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Barking when working, but only on cows


NorthfieldNick
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Nick & I have had more chances to work cows lately since the dairy calves in the back field have decided it's their job to inform me when the hotwire isn't working. Nick loves working cows- he turns on in a way he doesn't on sheep. (I'm told his mother was a good cow dog, but I have no real idea- Marianna Schreeder's Kate?) However, Nick barks when he's working cows. Not constantly, and it seems to come about when he's at their heads turning them back when they're taking off for the hills (well, the shore, in this case). These are young calves, 6-8 weeks old, and they get worked by my friend's dog, as well. Nick has never barked while working sheep. We don't often work cows- I think they're big and scary- so I'm wondering if this is a confidence thing, although Nick doesn't seem to have any trouble with the calves. Any thoughts?

 

Thanks!

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Not much help from me but I've understood that some dogs are more relaxed working cattle as they are not as flighty as many sheep. I do notice that, if Bute is getting in too close and worried, he sometimes barks (which is not, in my mind, an indication of anything good). Celt only makes any noise (grumbly growling) when a cow challenges him or really needs some convincing to move.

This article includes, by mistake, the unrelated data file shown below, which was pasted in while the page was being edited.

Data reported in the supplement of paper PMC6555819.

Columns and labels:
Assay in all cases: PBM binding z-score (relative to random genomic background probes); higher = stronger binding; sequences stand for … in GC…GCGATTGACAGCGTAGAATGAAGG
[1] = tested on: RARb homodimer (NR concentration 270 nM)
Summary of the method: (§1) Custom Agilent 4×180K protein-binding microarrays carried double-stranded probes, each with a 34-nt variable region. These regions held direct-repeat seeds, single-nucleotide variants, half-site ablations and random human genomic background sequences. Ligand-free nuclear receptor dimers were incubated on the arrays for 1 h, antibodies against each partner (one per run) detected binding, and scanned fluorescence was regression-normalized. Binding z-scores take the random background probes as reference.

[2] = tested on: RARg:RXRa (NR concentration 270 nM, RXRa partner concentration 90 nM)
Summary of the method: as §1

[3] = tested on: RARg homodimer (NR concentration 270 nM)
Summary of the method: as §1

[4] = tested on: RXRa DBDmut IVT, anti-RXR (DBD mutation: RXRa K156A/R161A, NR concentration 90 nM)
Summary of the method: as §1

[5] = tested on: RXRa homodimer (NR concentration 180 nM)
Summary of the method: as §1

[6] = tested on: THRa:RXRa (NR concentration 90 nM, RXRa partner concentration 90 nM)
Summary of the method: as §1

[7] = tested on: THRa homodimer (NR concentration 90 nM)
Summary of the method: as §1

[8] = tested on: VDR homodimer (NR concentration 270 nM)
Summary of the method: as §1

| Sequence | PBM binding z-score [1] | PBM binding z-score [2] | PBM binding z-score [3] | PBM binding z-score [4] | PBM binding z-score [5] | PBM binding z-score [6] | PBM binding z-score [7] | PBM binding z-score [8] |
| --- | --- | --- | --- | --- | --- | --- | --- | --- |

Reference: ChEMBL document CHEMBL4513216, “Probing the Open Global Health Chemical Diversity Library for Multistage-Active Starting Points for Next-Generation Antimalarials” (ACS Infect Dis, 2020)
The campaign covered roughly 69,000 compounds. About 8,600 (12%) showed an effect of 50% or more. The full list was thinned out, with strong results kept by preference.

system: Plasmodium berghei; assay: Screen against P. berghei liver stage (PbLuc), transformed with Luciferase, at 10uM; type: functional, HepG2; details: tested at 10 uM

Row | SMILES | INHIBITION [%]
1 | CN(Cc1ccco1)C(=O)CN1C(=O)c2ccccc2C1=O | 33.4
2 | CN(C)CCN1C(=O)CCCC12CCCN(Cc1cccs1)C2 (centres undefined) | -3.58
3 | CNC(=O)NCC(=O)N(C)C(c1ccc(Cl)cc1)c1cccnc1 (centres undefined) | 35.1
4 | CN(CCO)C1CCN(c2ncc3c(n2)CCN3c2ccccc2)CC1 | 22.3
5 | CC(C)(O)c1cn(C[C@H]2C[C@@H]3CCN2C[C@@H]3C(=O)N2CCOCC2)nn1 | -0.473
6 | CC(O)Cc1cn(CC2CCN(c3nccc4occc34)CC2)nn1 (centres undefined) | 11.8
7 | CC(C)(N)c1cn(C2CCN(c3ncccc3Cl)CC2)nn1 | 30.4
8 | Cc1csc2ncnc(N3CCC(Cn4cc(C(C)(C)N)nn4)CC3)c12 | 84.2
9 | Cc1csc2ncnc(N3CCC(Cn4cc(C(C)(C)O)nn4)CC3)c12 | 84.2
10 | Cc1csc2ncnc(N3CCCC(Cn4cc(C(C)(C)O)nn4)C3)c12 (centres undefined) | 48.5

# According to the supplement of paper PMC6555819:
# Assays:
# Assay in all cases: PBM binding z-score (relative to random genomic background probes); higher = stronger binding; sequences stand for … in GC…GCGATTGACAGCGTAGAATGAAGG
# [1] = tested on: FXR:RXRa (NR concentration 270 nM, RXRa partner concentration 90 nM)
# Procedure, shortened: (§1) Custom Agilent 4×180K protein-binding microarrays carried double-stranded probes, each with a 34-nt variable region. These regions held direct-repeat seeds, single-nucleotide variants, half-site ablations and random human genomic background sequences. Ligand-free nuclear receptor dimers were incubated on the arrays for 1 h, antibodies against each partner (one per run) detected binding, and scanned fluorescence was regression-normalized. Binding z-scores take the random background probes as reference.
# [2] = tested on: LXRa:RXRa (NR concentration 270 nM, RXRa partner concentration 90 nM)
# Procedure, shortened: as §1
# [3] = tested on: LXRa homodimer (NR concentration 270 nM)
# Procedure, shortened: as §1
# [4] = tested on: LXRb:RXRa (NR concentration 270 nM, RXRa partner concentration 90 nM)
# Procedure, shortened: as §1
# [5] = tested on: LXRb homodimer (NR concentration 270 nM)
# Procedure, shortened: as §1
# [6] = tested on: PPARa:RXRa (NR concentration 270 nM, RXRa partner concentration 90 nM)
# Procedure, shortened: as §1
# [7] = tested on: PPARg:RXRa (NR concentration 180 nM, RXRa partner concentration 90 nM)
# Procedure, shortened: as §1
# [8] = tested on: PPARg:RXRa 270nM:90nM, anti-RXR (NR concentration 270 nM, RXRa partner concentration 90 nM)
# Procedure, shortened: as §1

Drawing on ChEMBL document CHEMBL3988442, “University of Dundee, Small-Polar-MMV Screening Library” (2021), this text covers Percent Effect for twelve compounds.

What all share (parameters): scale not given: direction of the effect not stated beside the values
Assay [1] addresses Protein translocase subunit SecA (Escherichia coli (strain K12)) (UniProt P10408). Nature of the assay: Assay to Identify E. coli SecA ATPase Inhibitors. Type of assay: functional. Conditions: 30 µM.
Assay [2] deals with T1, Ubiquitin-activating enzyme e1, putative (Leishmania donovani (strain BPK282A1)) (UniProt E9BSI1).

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It can be a confidence thing, especially if it occurs when the dog has to come in close contact, like in their faces. When a dog is fairly new to working cattle, it can be just one more tool in its toolbox to make sure the calves do as told, since the dog may not have a ton of experience getting cattle to move. Sometimes the barking will go away after a time of working cattle, and sometimes not. I had a dog who was as strong on cattle as any I've ever seen, and I was told by the setters at trials that as she would come in on the lift, and she approached the calves, she would begin a long, low growl as she got closer, culminating in a firm heel nip to make sure they got going. I never worried about it, as she always got the job done in nice fashion. It would only worry/bother me if the dog were barking all the time. But for some dogs, it's just like an exclamation point to their in-the-face move on cattle--a little extra oomph. Now does the dog who does this possess perhaps not as much confidence as the one who walks up calmly and quietly to the faces and takes a nice grip? That's probably the case, but if the dog is enjoying himself, and getting the job done well, then I would just consider the occasional bark as his style of working cattle,

A

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